How to multiply all integers inside list

52

Hello so I want to multiply the integers inside a list.

For example;

l = [1, 2, 3]
l = [1*2, 2*2, 3*2]

output:

l = [2, 4, 6]

So I was searching online and most of the answers were regarding multiply all the integers with each other such as:

[1*2*3]

This question is tagged with python list multiplication scalar elementwise-operations

~ Asked on 2014-10-19 01:29:28

The Best Answer is


89

Try a list comprehension:

l = [x * 2 for x in l]

This goes through l, multiplying each element by two.

Of course, there's more than one way to do it. If you're into lambda functions and map, you can even do

l = map(lambda x: x * 2, l)

to apply the function lambda x: x * 2 to each element in l. This is equivalent to:

def timesTwo(x):
    return x * 2

l = map(timesTwo, l)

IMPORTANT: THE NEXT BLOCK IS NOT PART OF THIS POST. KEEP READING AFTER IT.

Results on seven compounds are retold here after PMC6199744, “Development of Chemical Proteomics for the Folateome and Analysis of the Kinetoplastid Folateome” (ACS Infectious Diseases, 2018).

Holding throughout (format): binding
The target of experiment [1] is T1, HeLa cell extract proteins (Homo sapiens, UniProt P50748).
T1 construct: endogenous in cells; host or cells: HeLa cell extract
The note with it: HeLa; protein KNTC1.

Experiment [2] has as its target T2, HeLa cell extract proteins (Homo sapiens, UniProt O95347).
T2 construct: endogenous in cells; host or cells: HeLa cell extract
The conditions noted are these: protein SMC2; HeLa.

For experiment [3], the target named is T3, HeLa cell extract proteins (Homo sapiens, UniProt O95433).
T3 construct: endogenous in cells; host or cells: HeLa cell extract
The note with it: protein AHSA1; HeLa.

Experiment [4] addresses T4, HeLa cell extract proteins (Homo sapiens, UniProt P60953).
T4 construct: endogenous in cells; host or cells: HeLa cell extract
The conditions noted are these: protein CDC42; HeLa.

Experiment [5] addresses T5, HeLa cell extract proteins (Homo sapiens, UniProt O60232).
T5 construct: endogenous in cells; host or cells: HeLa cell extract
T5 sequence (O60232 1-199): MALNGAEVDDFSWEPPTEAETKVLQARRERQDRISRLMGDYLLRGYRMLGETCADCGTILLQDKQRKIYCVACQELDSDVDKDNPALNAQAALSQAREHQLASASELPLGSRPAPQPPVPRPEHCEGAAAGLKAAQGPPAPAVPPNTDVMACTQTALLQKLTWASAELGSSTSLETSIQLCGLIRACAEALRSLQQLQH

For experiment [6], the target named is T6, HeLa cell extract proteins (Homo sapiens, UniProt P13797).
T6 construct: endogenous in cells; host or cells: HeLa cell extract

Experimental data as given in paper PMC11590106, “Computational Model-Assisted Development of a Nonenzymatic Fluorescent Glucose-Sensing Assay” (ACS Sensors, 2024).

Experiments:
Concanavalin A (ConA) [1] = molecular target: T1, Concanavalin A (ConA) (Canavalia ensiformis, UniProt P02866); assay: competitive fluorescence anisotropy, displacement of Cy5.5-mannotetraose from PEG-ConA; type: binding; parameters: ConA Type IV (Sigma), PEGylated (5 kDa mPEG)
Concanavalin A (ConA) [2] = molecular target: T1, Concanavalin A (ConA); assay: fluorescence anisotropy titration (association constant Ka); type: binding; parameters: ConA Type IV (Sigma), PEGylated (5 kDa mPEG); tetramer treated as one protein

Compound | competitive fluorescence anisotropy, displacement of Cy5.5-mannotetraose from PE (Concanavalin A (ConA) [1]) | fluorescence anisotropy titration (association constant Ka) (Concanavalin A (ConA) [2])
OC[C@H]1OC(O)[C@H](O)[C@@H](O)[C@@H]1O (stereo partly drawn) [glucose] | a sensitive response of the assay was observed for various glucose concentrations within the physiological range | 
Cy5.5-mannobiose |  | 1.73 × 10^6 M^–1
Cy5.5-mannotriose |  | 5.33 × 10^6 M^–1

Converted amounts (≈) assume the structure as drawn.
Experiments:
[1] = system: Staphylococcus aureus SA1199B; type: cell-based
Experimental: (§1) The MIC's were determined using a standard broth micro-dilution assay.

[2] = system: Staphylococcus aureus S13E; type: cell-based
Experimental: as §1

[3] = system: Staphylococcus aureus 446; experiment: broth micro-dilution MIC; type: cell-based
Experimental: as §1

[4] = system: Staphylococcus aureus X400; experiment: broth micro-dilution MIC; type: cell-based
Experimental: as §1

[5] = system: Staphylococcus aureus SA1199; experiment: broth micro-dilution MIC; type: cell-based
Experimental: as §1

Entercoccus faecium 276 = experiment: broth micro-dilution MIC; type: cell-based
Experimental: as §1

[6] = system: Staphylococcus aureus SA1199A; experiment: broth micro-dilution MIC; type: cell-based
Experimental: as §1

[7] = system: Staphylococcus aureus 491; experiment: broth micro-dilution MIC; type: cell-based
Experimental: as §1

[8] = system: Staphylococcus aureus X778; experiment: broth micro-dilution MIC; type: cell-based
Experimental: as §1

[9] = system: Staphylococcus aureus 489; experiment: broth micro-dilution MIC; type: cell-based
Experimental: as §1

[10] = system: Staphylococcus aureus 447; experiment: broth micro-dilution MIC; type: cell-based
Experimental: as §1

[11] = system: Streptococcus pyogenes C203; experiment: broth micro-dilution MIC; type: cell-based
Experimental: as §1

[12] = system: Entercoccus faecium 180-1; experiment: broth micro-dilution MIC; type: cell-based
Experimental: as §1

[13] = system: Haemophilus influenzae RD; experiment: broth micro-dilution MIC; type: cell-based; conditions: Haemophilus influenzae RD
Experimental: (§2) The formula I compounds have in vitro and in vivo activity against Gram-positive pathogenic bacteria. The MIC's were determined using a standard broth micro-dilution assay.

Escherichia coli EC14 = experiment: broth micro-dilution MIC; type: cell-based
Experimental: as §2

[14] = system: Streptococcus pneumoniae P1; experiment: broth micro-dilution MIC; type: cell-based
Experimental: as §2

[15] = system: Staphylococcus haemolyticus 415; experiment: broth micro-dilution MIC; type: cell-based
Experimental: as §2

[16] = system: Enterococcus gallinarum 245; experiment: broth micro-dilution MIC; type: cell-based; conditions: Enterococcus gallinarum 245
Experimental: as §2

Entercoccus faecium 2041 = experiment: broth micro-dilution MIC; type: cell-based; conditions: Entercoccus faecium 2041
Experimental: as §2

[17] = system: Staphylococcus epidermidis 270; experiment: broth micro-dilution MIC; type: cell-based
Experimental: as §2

Note that map() returns a map object, not a list, so if you really need a list afterwards you can use the list() function afterwards, for instance:

l = list(map(timesTwo, l))

Thanks to Minyc510 in the comments for this clarification.

~ Answered on 2014-10-19 01:31:20


24

The most pythonic way would be to use a list comprehension:

l = [2*x for x in l]

If you need to do this for a large number of integers, use numpy arrays:

l = numpy.array(l, dtype=int)*2

A final alternative is to use map

l = list(map(lambda x:2*x, l))

~ Answered on 2014-10-19 01:34:02


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